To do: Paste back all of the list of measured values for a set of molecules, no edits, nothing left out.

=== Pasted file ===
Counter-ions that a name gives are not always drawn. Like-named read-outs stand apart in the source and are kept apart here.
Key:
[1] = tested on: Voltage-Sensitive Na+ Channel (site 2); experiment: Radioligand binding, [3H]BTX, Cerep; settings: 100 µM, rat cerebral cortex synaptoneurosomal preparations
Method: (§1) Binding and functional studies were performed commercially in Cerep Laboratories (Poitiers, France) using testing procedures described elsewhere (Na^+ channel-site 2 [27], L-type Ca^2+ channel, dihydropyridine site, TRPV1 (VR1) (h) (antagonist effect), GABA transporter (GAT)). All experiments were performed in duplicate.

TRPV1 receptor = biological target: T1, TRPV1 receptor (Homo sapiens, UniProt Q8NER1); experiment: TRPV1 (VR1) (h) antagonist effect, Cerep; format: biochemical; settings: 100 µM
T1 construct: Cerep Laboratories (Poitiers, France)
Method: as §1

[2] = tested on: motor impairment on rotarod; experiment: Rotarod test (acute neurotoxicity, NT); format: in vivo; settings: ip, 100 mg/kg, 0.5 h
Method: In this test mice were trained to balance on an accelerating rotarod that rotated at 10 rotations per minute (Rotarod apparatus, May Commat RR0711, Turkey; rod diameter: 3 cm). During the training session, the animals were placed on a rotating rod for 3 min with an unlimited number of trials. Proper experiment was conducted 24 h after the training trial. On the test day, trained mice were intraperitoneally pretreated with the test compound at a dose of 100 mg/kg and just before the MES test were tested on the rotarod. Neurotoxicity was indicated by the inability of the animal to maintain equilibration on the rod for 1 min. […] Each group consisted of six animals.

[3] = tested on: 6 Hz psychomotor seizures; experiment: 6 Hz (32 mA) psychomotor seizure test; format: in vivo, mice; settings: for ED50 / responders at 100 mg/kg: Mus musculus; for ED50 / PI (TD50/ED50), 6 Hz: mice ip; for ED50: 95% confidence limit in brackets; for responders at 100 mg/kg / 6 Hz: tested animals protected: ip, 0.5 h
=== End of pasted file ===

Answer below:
Counter-ions that a name gives are not always drawn. Like-named read-outs stand apart in the source and are kept apart here.
Key:
[1] = tested on: Voltage-Sensitive Na+ Channel (site 2); experiment: Radioligand binding, [3H]BTX, Cerep; settings: 100 µM, rat cerebral cortex synaptoneurosomal preparations
Method: (§1) Binding and functional studies were performed commercially in Cerep Laboratories (Poitiers, France) using testing procedures described elsewhere (Na^+ channel-site 2 [27], L-type Ca^2+ channel, dihydropyridine site, TRPV1 (VR1) (h) (antagonist effect), GABA transporter (GAT)). All experiments were performed in duplicate.

TRPV1 receptor = biological target: T1, TRPV1 receptor (Homo sapiens, UniProt Q8NER1); experiment: TRPV1 (VR1) (h) antagonist effect, Cerep; format: biochemical; settings: 100 µM
T1 construct: Cerep Laboratories (Poitiers, France)
Method: as §1

[2] = tested on: motor impairment on rotarod; experiment: Rotarod test (acute neurotoxicity, NT); format: in vivo; settings: ip, 100 mg/kg, 0.5 h
Method: In this test mice were trained to balance on an accelerating rotarod that rotated at 10 rotations per minute (Rotarod apparatus, May Commat RR0711, Turkey; rod diameter: 3 cm). During the training session, the animals were placed on a rotating rod for 3 min with an unlimited number of trials. Proper experiment was conducted 24 h after the training trial. On the test day, trained mice were intraperitoneally pretreated with the test compound at a dose of 100 mg/kg and just before the MES test were tested on the rotarod. Neurotoxicity was indicated by the inability of the animal to maintain equilibration on the rod for 1 min. […] Each group consisted of six animals.

[3] = tested on: 6 Hz psychomotor seizures; experiment: 6 Hz (32 mA) psychomotor seizure test; format: in vivo, mice; settings: for ED50 / responders at 100 mg/kg: Mus musculus; for ED50 / PI (TD50/ED50), 6 Hz: mice ip; for ED50: 95% confidence limit in brackets; for responders at 100 mg/kg / 6 Hz: tested animals protected: ip, 0.5 h